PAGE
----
And, being the mother of a two, four and six-year-old, she can remember how touched she was by someone giving her children a colouring book.
“You don’t think about that but, when you’ve just run away from your house, you don’t pack a go bag full of colouring books.” Merrifield said. “It was just like, aaah, thank you.”
While there were suggestions, after the Liberal defeat last fall, that the party needed to focus on rebuilding in the Lower Mainland, being from the Interior – and the home of many past premiers from W.A.C. and Bill Bennett to a transplanted Christy Clark – she sees as a distinct advantage.
She said she’s had some leadership roles in 11 different businesses operating in all areas of the province so she understands both the urban and rural lives of residents and things like the lack of affordable housing in Prince George or Vanderhoof as well as in Surrey.
That’s the kind of experience she believes will get her elected as party leader and, she hopes, premier.
“I’ve been on the grassroots aspect of policy and politics for the last 25 years and I’m bringing that level of experience and that level of voice to the table and really looking at things holistically,” Merrifield said. “The other thing I bring is pragmatism. I’m a ‘get stuff done’ kind of person. For too long we’ve accepted that government works really slowly. I don’t believe it needs to. I think that’s just what we’ve accepted from government.”
She used the example of the province having a 10-year plan to have doctors do virtual visits with patients. When COVID hit, that was done in four days, she said.
And she’s fine with the media taking shots at her for things like presenting a petition from constituents opposing masks in schools, even though she said she disagreed with it.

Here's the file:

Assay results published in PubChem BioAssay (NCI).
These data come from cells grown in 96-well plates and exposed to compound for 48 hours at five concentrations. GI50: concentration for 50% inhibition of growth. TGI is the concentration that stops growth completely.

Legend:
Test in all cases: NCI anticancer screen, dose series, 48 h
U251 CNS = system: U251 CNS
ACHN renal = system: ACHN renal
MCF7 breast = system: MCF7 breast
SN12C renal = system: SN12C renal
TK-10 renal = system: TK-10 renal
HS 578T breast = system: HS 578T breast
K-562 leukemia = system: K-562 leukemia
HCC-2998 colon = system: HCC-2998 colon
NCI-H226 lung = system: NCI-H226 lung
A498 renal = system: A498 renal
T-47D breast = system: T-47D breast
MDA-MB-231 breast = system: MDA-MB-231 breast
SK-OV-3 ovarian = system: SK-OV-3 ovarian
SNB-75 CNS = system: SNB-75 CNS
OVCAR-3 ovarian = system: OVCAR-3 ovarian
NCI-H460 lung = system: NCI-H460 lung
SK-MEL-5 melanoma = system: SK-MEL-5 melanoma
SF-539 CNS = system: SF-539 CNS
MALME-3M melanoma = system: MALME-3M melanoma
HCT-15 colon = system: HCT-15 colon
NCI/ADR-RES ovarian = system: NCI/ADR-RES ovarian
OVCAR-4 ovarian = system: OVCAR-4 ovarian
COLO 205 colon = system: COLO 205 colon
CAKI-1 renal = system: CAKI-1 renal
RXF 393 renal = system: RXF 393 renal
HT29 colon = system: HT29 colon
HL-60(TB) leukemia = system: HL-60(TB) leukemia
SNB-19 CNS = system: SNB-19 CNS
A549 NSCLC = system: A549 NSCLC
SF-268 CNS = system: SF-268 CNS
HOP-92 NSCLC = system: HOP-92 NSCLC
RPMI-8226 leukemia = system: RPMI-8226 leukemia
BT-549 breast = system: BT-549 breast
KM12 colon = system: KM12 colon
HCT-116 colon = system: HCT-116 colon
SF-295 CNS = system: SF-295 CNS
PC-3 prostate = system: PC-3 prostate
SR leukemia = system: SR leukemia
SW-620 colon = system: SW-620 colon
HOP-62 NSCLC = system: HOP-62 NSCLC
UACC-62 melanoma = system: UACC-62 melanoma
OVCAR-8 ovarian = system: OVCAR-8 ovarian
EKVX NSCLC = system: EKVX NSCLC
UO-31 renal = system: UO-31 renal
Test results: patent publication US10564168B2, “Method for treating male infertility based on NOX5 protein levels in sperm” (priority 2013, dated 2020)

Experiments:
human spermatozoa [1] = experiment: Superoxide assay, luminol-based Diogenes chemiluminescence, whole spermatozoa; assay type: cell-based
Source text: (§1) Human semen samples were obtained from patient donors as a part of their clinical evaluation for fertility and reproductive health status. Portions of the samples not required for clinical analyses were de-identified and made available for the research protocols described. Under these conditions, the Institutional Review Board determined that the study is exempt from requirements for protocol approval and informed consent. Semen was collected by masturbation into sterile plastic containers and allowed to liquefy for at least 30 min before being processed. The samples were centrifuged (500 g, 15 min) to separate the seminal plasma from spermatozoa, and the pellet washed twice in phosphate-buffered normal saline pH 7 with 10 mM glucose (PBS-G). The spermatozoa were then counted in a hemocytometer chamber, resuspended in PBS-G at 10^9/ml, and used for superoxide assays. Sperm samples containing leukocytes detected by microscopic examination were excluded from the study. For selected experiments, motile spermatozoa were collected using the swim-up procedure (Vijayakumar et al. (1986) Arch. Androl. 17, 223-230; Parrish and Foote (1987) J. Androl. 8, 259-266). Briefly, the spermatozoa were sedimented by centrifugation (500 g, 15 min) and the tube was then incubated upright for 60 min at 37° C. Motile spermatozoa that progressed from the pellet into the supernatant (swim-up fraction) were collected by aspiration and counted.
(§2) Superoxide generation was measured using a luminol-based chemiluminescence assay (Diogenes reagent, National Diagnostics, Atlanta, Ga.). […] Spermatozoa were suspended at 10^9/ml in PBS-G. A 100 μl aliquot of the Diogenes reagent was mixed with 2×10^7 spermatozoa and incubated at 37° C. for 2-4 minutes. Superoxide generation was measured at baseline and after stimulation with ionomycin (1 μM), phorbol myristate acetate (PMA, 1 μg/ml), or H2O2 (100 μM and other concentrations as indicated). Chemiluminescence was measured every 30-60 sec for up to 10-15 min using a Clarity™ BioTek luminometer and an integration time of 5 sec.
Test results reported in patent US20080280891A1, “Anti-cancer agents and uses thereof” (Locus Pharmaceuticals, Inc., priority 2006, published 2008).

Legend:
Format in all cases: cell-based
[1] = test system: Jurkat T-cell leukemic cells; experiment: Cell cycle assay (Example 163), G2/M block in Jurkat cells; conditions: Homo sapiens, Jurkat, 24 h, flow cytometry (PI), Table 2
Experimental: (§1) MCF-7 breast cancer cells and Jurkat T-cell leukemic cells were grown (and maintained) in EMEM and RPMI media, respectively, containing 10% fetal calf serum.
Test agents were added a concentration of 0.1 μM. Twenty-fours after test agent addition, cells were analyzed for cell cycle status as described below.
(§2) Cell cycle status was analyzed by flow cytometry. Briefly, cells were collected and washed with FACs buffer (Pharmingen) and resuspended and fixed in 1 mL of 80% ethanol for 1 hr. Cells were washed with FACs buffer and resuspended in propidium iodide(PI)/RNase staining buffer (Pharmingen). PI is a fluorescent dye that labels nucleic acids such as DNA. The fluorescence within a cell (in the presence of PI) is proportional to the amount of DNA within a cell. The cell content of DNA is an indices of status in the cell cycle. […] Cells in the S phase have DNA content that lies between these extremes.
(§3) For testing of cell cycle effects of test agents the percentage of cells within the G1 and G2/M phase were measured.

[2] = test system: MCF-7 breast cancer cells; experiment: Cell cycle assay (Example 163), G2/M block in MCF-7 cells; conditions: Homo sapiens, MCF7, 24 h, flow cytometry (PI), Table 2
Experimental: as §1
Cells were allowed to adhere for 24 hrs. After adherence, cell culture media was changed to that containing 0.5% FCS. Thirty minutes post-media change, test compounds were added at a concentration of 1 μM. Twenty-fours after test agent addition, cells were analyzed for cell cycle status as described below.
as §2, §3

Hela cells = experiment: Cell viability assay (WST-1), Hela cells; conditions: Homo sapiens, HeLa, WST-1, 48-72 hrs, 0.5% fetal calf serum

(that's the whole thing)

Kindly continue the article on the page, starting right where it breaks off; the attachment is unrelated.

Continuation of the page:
READ MORE: Health critic Renee Merrifield presents anti-mask petition she says she doesn’t believe in
“There were a couple of things taken out of context for sure,” Merrifield said. “There were things misinterpreted for sure. But, the choices I made, I made them really out of respect for democracy and out of a desire to give voice to hope and to people in the Interior who were going through a difficult time.
“You’re going to take some hits if you’re doing a great job. I think I would be more concerned if no one took a swing because it would mean I wasn’t out there actually trying to benefit those that had entrusted me with their vote.”
READ MORE: Kelowna MLA, Liberal health critic made false claims about COVID-19
As for the future name of the party she hopes to lead, that’s up to the members but she clearly thinks it should change.
“I’ve learned over the course of your life that, when your culture fits your brand, there’s an authenticity that people can relate to and can understand,” Merrifield said. “Right now, I think there is a disconnect. I’m going to start with the inside. I’m going to start with the culture. I’m going to start with the values. I’m going to start with what we agree on and who we are and, I think, the name will come out of that."
The new leader will be elected Feb. 5.